Me hunting Nemo in Thailand. Photo credit: Suzanne van der Veeken.

Are You a Surface Thinker? — New Surface Thinkers’ Rx Series

Are you a surface thinker?

Let’s test you and find out.

Do you cling to the surface of understanding like these thrown-overboard-undesirables cling to topside to breathe?

Photo credit: Hakan Norberg

If you read a headline, do you investigate further before you consider the headline part of your vast wealth of understanding? Or do you cockily throw that half-assed version of understanding on the table during group conversations like a merit badge representing your intellect?

Do you think many things are obvious?

Do you think ALL things are to a degree obvious?

Do you scoff and say, “well obviously,” a lot?

My friend, if you answered, “yes, no, yes, yes, yes, yes,” you might be a surface thinker. But fear not! The vast depth of beauty lying beyond that reflective surface Narcissus fell captive to is accessible to you!

If someone asked you to estimate the number of fish in this cove, how could you count all the sardines from the top? It’s only by submerging down into the depths that you can number the layers.

“Under the sea, Under the sea, Darling it’s better, Down where it’s wetter, Take it from me.” Me Swimming with Sardines in Thailand. Photo credit: Suzanne Van Der Veeken

This is the beginning of a series of posts called, “Surface Thinkers’ Rx”. I want to give you alternate viewpoints to consider . . . viewpoints that I believe can assist you in understanding not just the topics at hand, but also in understanding understanding. I hope to help you learn how to shift your own camera angle . . . and to swap out lenses on the fly.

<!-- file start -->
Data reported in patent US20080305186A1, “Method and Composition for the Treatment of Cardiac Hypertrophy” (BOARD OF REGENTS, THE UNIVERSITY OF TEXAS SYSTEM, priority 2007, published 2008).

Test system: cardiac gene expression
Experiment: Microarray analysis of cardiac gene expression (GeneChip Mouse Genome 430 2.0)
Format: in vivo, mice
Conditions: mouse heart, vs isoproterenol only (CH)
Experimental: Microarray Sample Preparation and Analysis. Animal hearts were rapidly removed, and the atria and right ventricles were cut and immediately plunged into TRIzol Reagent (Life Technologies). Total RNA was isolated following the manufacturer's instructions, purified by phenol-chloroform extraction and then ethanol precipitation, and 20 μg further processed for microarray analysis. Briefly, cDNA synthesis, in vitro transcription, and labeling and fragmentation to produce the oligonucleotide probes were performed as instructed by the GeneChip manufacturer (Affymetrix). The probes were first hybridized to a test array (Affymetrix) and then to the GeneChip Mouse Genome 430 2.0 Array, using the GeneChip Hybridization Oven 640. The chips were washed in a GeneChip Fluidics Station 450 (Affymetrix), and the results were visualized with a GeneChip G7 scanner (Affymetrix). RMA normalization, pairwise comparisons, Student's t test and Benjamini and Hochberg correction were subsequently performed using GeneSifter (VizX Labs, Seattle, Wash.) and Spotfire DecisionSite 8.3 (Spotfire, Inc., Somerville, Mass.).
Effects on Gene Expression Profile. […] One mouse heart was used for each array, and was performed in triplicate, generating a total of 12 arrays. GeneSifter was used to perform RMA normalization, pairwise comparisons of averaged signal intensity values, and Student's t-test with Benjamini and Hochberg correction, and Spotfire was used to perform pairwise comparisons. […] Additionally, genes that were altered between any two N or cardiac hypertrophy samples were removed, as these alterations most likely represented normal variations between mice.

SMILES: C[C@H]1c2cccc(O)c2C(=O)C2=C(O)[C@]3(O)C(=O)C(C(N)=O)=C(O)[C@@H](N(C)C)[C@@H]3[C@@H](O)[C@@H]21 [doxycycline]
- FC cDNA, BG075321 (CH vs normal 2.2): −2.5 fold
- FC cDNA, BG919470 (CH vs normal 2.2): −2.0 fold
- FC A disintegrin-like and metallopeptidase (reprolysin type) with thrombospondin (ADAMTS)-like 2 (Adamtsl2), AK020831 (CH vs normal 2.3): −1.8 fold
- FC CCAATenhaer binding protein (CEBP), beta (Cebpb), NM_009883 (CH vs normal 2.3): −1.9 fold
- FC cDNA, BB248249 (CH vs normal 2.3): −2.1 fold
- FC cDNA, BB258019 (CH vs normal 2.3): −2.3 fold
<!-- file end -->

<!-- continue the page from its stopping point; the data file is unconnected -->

Question what you consider to be “obvious” truths. Question in a pure way — not just in a way you are told to question by a group or specific person with an agenda. Otherwise, your “questioning” reverts back to more spoon-fed acceptance of headlines.

Be Curious.

Let yourself find joy in the curiosity you once relished as a child. The curiosity that let you rapidly expand your knowledge and understanding in a way that let’s you survive as an adult. Think of how much knowledge you amassed in such a short amount of time! You became fluent in a foreign language, grasped the concepts of: basic math, social interactions, dexterity, bike-riding, that touching hot shit on a stove can burn you, reading, writing, art, singing, how to maintain a priceless piece of equipment — your human body, and so much more. That is all difficult shit to learn from scratch!! Yet you acquired these capabilities because you were born with a burning craving for deep understanding and mastery. Find that hunger again. Satisfy it for its own sake.

Have faith in the possibility that there is always more to the story than you grasp . . . always more beneath the surface. And remember that this kind of faith is the prerequisite of genius.

Some call it humility.

Put another way, I say hubris is the greatest threat to intellect. Kill your hubris, embrace the depths you do not yet know. Come dive with me, under the sea!

PART 1: There is No Such Thing as Shades of Gray